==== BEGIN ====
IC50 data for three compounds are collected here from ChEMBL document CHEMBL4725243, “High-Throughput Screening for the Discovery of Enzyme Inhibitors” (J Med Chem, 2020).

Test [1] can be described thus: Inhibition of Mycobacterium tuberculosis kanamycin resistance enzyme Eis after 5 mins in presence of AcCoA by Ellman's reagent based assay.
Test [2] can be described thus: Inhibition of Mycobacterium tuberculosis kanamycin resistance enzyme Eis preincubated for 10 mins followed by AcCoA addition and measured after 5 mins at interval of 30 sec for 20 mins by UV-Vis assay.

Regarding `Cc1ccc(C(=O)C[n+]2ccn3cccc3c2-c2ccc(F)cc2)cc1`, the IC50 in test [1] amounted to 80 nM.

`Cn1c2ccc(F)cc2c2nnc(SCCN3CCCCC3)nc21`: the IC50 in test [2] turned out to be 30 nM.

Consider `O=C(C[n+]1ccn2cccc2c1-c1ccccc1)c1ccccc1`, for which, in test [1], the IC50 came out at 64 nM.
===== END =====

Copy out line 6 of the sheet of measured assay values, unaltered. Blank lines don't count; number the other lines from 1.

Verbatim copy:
Consider `O=C(C[n+]1ccn2cccc2c1-c1ccccc1)c1ccccc1`, for which, in test [1], the IC50 came out at 64 nM.